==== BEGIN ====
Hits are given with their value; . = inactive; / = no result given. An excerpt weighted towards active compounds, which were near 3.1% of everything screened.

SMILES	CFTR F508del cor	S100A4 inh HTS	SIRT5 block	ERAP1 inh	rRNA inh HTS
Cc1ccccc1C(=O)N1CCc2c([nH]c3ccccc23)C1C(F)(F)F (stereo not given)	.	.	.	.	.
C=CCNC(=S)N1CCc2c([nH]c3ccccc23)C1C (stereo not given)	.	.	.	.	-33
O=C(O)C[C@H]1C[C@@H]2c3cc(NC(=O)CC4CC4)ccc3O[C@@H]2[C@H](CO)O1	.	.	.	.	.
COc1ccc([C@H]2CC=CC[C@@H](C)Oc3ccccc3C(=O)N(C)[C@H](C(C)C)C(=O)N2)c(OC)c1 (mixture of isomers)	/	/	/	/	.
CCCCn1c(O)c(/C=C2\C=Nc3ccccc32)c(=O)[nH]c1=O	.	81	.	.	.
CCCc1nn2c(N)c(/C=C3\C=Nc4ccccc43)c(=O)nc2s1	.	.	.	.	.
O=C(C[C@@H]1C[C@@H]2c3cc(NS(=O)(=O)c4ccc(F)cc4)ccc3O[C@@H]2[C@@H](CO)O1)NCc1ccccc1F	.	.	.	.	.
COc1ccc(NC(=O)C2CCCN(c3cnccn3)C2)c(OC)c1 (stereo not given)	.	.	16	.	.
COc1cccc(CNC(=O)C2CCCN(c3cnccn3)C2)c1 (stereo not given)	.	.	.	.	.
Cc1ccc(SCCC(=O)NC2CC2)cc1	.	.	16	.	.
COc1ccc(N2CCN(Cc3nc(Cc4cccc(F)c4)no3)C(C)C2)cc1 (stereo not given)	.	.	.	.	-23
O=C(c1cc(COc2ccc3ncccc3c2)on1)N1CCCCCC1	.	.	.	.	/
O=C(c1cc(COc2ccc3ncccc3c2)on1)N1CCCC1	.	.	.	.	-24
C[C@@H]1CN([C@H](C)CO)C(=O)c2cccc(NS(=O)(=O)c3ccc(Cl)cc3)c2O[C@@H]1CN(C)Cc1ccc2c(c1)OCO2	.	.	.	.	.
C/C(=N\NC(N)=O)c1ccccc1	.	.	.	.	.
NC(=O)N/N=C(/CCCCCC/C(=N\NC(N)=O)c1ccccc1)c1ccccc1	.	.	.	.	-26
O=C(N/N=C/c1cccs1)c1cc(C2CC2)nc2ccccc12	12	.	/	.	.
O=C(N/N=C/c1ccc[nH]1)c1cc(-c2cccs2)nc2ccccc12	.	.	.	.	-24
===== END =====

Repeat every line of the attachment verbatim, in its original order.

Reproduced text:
Hits are given with their value; . = inactive; / = no result given. An excerpt weighted towards active compounds, which were near 3.1% of everything screened.

SMILES	CFTR F508del cor	S100A4 inh HTS	SIRT5 block	ERAP1 inh	rRNA inh HTS
Cc1ccccc1C(=O)N1CCc2c([nH]c3ccccc23)C1C(F)(F)F (stereo not given)	.	.	.	.	.
C=CCNC(=S)N1CCc2c([nH]c3ccccc23)C1C (stereo not given)	.	.	.	.	-33
O=C(O)C[C@H]1C[C@@H]2c3cc(NC(=O)CC4CC4)ccc3O[C@@H]2[C@H](CO)O1	.	.	.	.	.
COc1ccc([C@H]2CC=CC[C@@H](C)Oc3ccccc3C(=O)N(C)[C@H](C(C)C)C(=O)N2)c(OC)c1 (mixture of isomers)	/	/	/	/	.
CCCCn1c(O)c(/C=C2\C=Nc3ccccc32)c(=O)[nH]c1=O	.	81	.	.	.
CCCc1nn2c(N)c(/C=C3\C=Nc4ccccc43)c(=O)nc2s1	.	.	.	.	.
O=C(C[C@@H]1C[C@@H]2c3cc(NS(=O)(=O)c4ccc(F)cc4)ccc3O[C@@H]2[C@@H](CO)O1)NCc1ccccc1F	.	.	.	.	.
COc1ccc(NC(=O)C2CCCN(c3cnccn3)C2)c(OC)c1 (stereo not given)	.	.	16	.	.
COc1cccc(CNC(=O)C2CCCN(c3cnccn3)C2)c1 (stereo not given)	.	.	.	.	.
Cc1ccc(SCCC(=O)NC2CC2)cc1	.	.	16	.	.
COc1ccc(N2CCN(Cc3nc(Cc4cccc(F)c4)no3)C(C)C2)cc1 (stereo not given)	.	.	.	.	-23
O=C(c1cc(COc2ccc3ncccc3c2)on1)N1CCCCCC1	.	.	.	.	/
O=C(c1cc(COc2ccc3ncccc3c2)on1)N1CCCC1	.	.	.	.	-24
C[C@@H]1CN([C@H](C)CO)C(=O)c2cccc(NS(=O)(=O)c3ccc(Cl)cc3)c2O[C@@H]1CN(C)Cc1ccc2c(c1)OCO2	.	.	.	.	.
C/C(=N\NC(N)=O)c1ccccc1	.	.	.	.	.
NC(=O)N/N=C(/CCCCCC/C(=N\NC(N)=O)c1ccccc1)c1ccccc1	.	.	.	.	-26
O=C(N/N=C/c1cccs1)c1cc(C2CC2)nc2ccccc12	12	.	/	.	.
O=C(N/N=C/c1ccc[nH]1)c1cc(-c2cccs2)nc2ccccc12	.	.	.	.	-24